Agronomic evaluations of nine decades of soybean cultivars: Nitrogen Fixation;
Seth Naeve ( University of Minnesota), Shaun Casteel ( Purdue University), Shawn Conley ( University of Wisconsin), Vince Davis ( University of Illinois at Urbana-Champaign) ($45000). The Project Manager's email is firstname.lastname@example.org.
Key Words: Soybean Aphid - Biocontrol, Soybean Aphid, Soybean Aphid - Management
National soybean yields have increased from 11 bu/acre to 43 bu per acre over the past 90 years with an average gain of 0.34 bu per acre per year. These yield gains are attributed to advances in genetics, pest control, and production practices. Breeding efforts usually receive the greatest credit to the yield gain rate with little attention to agronomic management. Future soybean production necessitates a greater rate of yield gain to meet exponentially growing demands. The research aims to understand the advances in agronomic management and soybean breeding over the past nine decades. The overall goal is to improve future production practices and breeding efforts of soybean based on past results. Four agronomic evaluations (nitrogen utilization, planting date, seeding rate, disease resistance) of nine decades of soybean cultivars were initiated in 2010. Indiana and Illinois evaluated 59 maturity group (MG) III cultivars, while Wisconsin and Minnesota evaluated 60 MG II cultivars. All four trials were evaluated at each state with Indiana leading the Nitrogen (N) utilization trial, which is the focus of this proposal. Indiana’s preliminary results exhibited a gain of 0.5 bu per acre per year with the fertilizer N supply (500 lb of N per acre) compared to a gain of 0.4 bu per acre with N supply from the soil and biological nitrogen fixation. The hypothesis is that yield gains are due to increased N use efficiency and enhanced nodulation by newer soybean release years. Data from collaborating states and a second year (2011 growing season) are needed to draw conclusions on breeding efforts and agronomic management. The field experiment addresses N utilization, but is very limited in interferences of nodulation efficiency. Therefore, the nodulation of these ~60 cultivars will be examined in the greenhouse. The proposed study will evaluate nine decades of soybean cultivars (~60 cultivars) in four agronomic trials: (A) Nitrogen Utilization Efficiency, (B) Planting Date, (C) Seeding Rate, and (D) Disease Resistance. These four trials are to be evaluated in four major soybean producing states (Indiana, Illinois, Wisconsin, and Minnesota) to total four locations for each trial. The overall goal is to determine the sources of yield gains over the past 90 years of breeding when factored by agronomic management.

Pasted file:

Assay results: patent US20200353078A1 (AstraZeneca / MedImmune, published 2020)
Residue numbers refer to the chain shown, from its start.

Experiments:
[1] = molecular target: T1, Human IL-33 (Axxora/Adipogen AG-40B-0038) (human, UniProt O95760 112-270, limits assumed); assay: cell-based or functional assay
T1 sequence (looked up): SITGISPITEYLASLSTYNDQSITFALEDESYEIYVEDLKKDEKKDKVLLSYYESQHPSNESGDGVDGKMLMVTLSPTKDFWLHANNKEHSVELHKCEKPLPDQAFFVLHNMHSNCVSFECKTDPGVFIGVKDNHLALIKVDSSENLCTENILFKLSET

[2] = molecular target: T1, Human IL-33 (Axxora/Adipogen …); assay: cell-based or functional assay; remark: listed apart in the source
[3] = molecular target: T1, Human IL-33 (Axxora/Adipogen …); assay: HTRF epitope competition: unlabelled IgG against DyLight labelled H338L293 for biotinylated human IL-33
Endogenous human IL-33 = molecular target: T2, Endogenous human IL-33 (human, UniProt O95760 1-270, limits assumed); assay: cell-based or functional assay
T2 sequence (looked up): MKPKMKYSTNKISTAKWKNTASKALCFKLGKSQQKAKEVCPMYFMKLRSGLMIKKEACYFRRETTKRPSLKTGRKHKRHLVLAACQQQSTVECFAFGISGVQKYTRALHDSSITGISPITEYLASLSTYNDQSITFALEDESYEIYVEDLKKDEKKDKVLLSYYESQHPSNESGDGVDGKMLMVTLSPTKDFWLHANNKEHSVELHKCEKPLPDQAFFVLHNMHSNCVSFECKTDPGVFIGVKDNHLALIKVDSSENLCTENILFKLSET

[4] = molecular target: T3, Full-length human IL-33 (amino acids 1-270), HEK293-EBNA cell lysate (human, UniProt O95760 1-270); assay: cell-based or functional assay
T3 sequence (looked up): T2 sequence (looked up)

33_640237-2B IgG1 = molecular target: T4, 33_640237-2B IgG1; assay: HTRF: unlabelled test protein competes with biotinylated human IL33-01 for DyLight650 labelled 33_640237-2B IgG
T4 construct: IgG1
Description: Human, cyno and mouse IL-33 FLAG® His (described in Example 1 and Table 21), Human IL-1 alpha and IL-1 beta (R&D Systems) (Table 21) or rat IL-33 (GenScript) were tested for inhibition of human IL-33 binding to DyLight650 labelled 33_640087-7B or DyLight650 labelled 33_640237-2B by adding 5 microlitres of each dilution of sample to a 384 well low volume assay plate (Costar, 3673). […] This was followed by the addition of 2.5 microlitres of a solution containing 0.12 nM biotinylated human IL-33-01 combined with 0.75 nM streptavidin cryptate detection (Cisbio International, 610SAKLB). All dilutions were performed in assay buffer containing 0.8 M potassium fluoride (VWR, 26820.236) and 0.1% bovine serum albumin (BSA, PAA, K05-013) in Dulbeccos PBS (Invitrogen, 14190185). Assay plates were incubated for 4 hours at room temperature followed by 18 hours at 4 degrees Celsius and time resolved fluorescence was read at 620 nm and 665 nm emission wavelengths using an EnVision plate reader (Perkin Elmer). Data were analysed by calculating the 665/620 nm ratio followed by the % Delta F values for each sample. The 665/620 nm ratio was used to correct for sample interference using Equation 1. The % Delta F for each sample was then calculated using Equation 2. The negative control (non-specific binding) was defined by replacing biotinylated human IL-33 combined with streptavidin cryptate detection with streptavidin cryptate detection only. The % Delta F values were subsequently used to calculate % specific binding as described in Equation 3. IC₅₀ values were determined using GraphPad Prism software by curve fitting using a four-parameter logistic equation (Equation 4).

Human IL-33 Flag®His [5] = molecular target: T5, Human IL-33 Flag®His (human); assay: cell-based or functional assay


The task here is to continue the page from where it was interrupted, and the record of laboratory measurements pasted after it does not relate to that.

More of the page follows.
This project is funded by Indiana Soybean Alliance